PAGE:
Southeastern Louisiana University is again displaying paintings, sculpture, stained glass, ceramics and photography, hand-picked from thirty nine Louisiana artists. The exhibit is curated by Lily Brooks, Instructor of Photography, Department of Fine & Performing Arts. The exhibit opened on June 7, with a reception attended by artists, faculty and members of the exhibit jury. The exhibit will remain in SELU President John Crain’s residence until June 2018.
The images on loan are “Oak Alley,” upper left, “Lee’s Drive In,” “Pine Knot House” and “White Ibis,” below center.
The painting of Oak Alley, below left, was made by Dr. Crain’s aunt when he was a child. As we discussed my Oak Alley photo, he explained that his aunt offered to paint anything that her nieces and and nephews requested. Crain asked her to paint Oak Alley – and when he asked her to include more color in the painting, she added the blooming azaleas. This cherished painting is also on exhibit in his home.
Above right: Southeastern President Dr. John Crain and Phillip Colwart discuss the Oak Alley photo and his aunt’s Oak Alley painting during the exhibit’s opening reception.
The exhibit is dedicated to the memory of Gloria Ross (1924-2016). Her paintings have been exhibited in all of the eleven showcases.
The fine art selection committee were Dr. John Crain, Katherine Marquette, Roy Blackwood, Dr. Irene Nero and Wendy Lauderdale.
I am sincerely grateful to have been nominated for inclusion in this juried exhibit for a ninth time. It is a great honor to have four of my photographs selected for this exhibit. -Phillip Colwart
Ever pass a building, time and again, for years, and wonder exactly what goes on inside? There’s a seemingly quiet, little factory by the train tracks on North Cherry in Hammond, LA that holds a bold secret – it’s one of the largest manufacturers in the USA of welding consumable storage ovens. What began as a sheet metal business in 1923 as Henkel Enterprises has developed into a leader in welding flux and welding storage ovens supplying local, regional and international aerospace, construction, petroleum, nuclear and marine industries.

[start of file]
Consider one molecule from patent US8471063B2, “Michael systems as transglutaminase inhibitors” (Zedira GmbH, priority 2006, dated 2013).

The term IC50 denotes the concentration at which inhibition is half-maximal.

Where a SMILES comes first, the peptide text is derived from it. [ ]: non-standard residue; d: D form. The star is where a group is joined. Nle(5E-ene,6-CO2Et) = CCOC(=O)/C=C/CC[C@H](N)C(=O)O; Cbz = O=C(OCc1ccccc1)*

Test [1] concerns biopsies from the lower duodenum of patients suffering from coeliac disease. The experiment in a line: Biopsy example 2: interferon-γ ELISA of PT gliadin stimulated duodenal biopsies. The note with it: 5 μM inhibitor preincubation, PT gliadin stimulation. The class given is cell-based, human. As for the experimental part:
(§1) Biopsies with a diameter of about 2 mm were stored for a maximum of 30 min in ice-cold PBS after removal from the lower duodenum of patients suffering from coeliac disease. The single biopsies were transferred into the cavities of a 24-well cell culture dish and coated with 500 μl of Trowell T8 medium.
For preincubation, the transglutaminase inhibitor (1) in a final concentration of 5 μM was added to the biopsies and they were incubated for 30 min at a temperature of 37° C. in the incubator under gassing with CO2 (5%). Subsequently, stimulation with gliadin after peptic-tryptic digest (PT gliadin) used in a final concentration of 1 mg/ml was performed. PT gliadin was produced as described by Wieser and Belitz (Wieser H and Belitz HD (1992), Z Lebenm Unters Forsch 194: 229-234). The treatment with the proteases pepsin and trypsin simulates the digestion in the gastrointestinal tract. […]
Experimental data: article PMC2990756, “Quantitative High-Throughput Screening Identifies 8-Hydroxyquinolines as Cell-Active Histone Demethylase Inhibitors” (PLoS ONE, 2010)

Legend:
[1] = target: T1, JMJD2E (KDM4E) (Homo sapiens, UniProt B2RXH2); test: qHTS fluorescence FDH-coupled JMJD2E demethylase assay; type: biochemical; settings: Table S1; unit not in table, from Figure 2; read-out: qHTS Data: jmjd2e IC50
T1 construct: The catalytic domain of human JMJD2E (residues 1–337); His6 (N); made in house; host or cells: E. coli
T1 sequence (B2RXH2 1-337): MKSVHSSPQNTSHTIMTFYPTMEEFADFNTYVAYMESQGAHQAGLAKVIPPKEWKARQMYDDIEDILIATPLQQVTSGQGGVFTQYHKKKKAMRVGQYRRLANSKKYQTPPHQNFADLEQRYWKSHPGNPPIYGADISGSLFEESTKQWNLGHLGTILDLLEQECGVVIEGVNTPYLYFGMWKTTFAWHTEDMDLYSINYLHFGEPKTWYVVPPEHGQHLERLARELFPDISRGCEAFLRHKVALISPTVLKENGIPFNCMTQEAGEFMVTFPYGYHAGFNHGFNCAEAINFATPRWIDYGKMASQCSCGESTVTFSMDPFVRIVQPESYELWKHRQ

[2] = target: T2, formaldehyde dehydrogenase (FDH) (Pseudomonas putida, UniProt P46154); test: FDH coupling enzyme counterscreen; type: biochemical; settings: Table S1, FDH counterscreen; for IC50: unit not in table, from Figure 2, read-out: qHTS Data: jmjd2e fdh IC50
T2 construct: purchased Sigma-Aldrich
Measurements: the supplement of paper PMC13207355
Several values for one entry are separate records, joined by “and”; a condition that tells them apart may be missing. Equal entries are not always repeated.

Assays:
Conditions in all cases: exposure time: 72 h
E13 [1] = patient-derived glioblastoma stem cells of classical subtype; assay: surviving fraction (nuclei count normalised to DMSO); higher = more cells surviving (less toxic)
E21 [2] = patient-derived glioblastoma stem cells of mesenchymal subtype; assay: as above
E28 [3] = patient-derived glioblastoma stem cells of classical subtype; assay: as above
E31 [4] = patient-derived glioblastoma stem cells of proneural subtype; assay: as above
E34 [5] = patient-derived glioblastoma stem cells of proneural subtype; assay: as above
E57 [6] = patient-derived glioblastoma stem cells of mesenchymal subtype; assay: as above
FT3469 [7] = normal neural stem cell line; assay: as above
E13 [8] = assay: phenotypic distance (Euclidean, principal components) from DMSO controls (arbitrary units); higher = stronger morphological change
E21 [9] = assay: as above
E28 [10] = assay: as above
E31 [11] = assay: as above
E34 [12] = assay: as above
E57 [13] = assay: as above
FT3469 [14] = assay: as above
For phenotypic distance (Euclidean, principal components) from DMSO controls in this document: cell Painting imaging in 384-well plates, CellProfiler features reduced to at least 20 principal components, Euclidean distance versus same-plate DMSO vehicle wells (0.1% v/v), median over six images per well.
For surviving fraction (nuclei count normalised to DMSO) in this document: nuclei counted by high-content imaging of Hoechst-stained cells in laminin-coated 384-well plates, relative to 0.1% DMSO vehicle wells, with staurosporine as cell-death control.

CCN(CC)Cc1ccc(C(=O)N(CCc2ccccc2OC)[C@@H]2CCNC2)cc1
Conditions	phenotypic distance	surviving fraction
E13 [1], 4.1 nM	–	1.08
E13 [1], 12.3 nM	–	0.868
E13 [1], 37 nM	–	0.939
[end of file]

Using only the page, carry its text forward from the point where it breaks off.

During the holidays and summers in college, I worked for a drilling company in Houma and noticed the welders would keep their welding rods dry in a gutted refrigerator fitted with a couple of light bulbs. Compromised welding rods can endanger the integrity of welding seams and endanger entire projects. Keen Ovens evolved in 1972 from a request by a New Orleans distributor in dire need of a way to properly store their welding consumables at a job site that was shut down by a welding inspector.
Over the years, Keen expanded their welding rod and flux oven business to include custom ovens with myriad uses, like heating up and expanding a propeller to be pressed onto a ship’s drive shaft. And some of these ovens are quite large! One photography assignment involved a custom oven fitted with counterweights to assist in opening huge vertical doors – this oven had an overall length of fourteen feet and weighed well over a ton. Their smallest ovens might fit in a gym bag, and all are designed, fabricated, painted, assembled, tested and shipped out from their facility in Hammond, LA.
It was exciting to receive an invitation to photograph these impressive ovens for Keen – after several years and dozens of photo shoots, they are my favorite commercial client. I’m always impressed by the ingenuity of their designs, the clever fabrication techniques and the high quality of their products. They’re just great folks to work with – and I finally found out what goes on inside that old building by the tracks.